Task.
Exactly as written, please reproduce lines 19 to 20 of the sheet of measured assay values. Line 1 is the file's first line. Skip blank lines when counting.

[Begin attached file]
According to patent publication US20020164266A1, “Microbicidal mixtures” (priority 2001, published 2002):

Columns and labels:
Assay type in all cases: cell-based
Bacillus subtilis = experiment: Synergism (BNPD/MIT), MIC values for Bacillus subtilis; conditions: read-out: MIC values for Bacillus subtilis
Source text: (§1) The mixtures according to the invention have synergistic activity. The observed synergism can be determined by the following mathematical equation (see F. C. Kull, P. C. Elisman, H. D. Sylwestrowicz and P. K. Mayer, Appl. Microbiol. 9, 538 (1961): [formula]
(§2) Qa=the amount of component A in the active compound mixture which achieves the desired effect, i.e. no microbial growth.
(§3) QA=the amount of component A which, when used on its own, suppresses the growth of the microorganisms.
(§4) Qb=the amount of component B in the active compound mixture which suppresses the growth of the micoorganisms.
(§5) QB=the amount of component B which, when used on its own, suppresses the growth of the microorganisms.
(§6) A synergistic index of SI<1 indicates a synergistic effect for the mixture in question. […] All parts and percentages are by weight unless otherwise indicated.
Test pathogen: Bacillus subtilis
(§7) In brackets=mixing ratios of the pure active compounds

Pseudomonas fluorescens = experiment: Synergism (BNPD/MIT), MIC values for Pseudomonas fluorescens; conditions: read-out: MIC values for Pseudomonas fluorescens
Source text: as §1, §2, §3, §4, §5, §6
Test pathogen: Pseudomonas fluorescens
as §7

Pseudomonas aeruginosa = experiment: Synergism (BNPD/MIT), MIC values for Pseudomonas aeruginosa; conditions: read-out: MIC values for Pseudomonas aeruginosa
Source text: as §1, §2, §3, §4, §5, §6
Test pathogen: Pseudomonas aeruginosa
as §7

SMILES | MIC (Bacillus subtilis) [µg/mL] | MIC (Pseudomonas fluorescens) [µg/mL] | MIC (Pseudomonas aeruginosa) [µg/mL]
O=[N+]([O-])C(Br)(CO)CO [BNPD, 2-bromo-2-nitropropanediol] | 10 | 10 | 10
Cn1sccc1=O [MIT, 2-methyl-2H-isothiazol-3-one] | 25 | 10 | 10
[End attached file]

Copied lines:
Test pathogen: Pseudomonas aeruginosa
as §7